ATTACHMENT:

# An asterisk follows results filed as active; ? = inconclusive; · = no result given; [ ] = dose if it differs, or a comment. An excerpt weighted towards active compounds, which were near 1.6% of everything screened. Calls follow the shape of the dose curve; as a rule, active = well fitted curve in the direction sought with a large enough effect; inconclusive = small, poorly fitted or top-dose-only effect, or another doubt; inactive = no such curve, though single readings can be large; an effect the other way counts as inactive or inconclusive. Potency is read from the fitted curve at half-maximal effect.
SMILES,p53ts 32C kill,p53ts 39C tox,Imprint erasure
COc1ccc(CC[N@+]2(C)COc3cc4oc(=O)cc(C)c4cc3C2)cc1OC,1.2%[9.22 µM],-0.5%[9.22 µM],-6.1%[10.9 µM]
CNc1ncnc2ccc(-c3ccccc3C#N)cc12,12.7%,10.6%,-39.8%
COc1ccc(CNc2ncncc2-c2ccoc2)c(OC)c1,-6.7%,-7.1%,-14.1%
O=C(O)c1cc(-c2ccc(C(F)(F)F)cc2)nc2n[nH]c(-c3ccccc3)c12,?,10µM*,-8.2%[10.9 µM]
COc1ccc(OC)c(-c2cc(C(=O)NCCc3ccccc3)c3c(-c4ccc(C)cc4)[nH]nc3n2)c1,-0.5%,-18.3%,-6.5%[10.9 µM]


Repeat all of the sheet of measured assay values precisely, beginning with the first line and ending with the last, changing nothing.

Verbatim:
# An asterisk follows results filed as active; ? = inconclusive; · = no result given; [ ] = dose if it differs, or a comment. An excerpt weighted towards active compounds, which were near 1.6% of everything screened. Calls follow the shape of the dose curve; as a rule, active = well fitted curve in the direction sought with a large enough effect; inconclusive = small, poorly fitted or top-dose-only effect, or another doubt; inactive = no such curve, though single readings can be large; an effect the other way counts as inactive or inconclusive. Potency is read from the fitted curve at half-maximal effect.
SMILES,p53ts 32C kill,p53ts 39C tox,Imprint erasure
COc1ccc(CC[N@+]2(C)COc3cc4oc(=O)cc(C)c4cc3C2)cc1OC,1.2%[9.22 µM],-0.5%[9.22 µM],-6.1%[10.9 µM]
CNc1ncnc2ccc(-c3ccccc3C#N)cc12,12.7%,10.6%,-39.8%
COc1ccc(CNc2ncncc2-c2ccoc2)c(OC)c1,-6.7%,-7.1%,-14.1%
O=C(O)c1cc(-c2ccc(C(F)(F)F)cc2)nc2n[nH]c(-c3ccccc3)c12,?,10µM*,-8.2%[10.9 µM]
COc1ccc(OC)c(-c2cc(C(=O)NCCc3ccccc3)c3c(-c4ccc(C)cc4)[nH]nc3n2)c1,-0.5%,-18.3%,-6.5%[10.9 µM]